Now that the table top is drying I can start work on the legs. The idea for the legs is simple and would hopefully look good. The joinery is simple half lap joinery and some dowels for extra strength. All the leg part will be sourced from 4×4 KD Douglas Ferr. In my area the is no hardwood spellers, instead of trying to source one I decided to utilize what is easy to come by. The wood is soft but the dent it does get seem to give the wood a bit of character. I rounded over the joint, with the idea of some unique characteristic.
Now that I milled all the lumber it was time to glue up the computer table top. I normally use biscuits to help with alignment of the boards. The long grain glue up is plenty strong enough for this size table top. I’m looking to add a Festool domino in the future for tasks like this.
I used my pipe clamps to apply some pressure and two cols to help keep the table to flat. The challenge was the heat, It was about 100 F outside and the glue dries pretty quickly. I left it for one whole day to dry and it come out dead flat and all the joints was aligned very well.
While this is drying I can figure out exactly what I want to do with the feet
I have always had a small computer desk that I manage to fit my My Mac, Work Laptop, Neat scanner and 11 x17 Photo Scanner. This did not leave me much room for any paperwork or research books. I have looked at a couple of computer desk and some simple plans but could find anything I like in my price range. I did not feel comfortable to buy a chip board or MDF desk from a store if I could build a computer table from solid wood.
So I decided to follow the same method I used for our Dinning table. I went down to the local lumber yard to find some KD stock 2×6 and 4×4. The total cost for all the material was about $ 108.
It took me about 2 hours to clean up the the wood and mill it to the right dimensions. This is standard construction grade lumber. Douglas Fer is the make of wood down here, was hoping for some pine but the Douglas Fer is just as good.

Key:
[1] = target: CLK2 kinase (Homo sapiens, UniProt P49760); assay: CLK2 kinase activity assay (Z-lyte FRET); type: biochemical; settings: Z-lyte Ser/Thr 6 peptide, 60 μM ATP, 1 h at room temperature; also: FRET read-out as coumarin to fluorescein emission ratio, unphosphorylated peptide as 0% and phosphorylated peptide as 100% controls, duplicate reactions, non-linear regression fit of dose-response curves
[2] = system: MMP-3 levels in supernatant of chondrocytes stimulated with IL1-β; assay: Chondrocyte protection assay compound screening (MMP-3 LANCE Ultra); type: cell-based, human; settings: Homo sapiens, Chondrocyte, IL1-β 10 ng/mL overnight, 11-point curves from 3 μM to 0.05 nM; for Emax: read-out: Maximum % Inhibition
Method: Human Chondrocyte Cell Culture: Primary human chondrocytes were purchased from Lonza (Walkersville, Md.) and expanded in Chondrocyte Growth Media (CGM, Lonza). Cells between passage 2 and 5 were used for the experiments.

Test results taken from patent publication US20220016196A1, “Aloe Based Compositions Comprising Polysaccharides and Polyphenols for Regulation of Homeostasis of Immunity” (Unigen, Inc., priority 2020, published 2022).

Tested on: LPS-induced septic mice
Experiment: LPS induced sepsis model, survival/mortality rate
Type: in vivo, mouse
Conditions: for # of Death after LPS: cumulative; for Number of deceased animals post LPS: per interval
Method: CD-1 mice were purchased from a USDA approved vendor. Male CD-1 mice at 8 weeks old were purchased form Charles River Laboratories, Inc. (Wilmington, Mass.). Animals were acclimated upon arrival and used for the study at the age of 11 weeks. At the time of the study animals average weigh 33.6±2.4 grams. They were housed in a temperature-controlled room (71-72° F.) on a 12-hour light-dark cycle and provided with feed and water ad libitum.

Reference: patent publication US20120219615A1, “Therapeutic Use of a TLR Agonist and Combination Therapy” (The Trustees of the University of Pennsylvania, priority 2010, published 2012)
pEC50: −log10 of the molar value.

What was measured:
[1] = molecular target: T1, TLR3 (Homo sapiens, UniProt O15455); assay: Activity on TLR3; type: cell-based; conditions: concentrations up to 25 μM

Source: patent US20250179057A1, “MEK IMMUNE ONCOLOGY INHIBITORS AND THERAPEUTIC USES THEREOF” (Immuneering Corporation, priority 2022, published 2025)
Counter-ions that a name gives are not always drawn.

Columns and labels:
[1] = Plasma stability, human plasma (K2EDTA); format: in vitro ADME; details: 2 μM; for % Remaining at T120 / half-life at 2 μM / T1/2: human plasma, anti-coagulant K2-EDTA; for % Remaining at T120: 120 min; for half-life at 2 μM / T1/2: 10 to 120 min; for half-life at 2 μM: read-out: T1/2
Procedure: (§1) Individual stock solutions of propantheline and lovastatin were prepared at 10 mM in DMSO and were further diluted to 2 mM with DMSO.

I was over at my local lumber yard to see if they didn’t have some Kiln Dried studs that I can use for the table I want to make. Some times they only have 16 feet long and they need to be cut in half to fit into the truck. They have a few machines depending on what need to be cut but I just had to take a picture of this beast.
I have a 10 inch radial arm saw but this one was big, I would love to get that one in the shop but I’m sure this isn’t something you could buy anymore. I love my radial arm saw and use it to make dados and it works very well for that because you can control the depth very well.
With 3 kids in he house shoes is always lying around the house, and some days they are lined with mud or sand from from the garden and sandbox. We just wanted a central spot where every one could leave there shoes and it doesn’t turn into a seek and you shall find event every time you need to go somewhere. The total cost of this shoe rack came to about $60. I use a 1/4 inch dado, some dowel and wood Glue. I dint spent to much time on sanding since it will be all scratched up by the shoes anyhow. I finished it with a walnut teak oil finish.
It worked out pretty well and it is very study.
Spencer Ratliff in this creative must-see video showing the amazing capabilities of the Festool Trion jigsaw Festool PS 300.
I tried to turn a segmented Tamboti Bowl, but unfortunately my gleu joint failed and the whole thing come of the lath. I really didn’t see this coming. I was very careful with the speed and made sure my turning tools was sharp.
Tamboti: Tamboti is a heavy, strong, dense exotic wood. It has an oily nature, making sanding difficult, but does polish well and can be varnished. It is a popular wood for turning and furniture.
|Wood Type:||Tropical Hardwood|
|Texture:||Fine to medium|
|Grain Pattern:||Generally straight, can be wavy and interlocked|
|Health Risks:||Dust can be extremely harmful to the eyes|
|Color:||Golden-brown to dark-brown with darker streaks|